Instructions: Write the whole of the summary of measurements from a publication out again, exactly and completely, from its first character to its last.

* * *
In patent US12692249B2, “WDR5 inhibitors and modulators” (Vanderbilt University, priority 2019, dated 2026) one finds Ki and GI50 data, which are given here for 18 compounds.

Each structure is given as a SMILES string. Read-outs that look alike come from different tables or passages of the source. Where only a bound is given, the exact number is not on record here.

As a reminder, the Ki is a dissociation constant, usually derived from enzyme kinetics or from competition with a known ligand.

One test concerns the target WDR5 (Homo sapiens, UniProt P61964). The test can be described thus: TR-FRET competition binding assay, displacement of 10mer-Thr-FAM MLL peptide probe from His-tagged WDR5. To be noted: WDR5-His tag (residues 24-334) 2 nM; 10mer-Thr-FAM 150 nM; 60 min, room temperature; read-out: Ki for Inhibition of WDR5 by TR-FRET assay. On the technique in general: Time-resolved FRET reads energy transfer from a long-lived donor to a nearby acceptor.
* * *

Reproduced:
In patent US12692249B2, “WDR5 inhibitors and modulators” (Vanderbilt University, priority 2019, dated 2026) one finds Ki and GI50 data, which are given here for 18 compounds.

Each structure is given as a SMILES string. Read-outs that look alike come from different tables or passages of the source. Where only a bound is given, the exact number is not on record here.

As a reminder, the Ki is a dissociation constant, usually derived from enzyme kinetics or from competition with a known ligand.

One test concerns the target WDR5 (Homo sapiens, UniProt P61964). The test can be described thus: TR-FRET competition binding assay, displacement of 10mer-Thr-FAM MLL peptide probe from His-tagged WDR5. To be noted: WDR5-His tag (residues 24-334) 2 nM; 10mer-Thr-FAM 150 nM; 60 min, room temperature; read-out: Ki for Inhibition of WDR5 by TR-FRET assay. On the technique in general: Time-resolved FRET reads energy transfer from a long-lived donor to a nearby acceptor.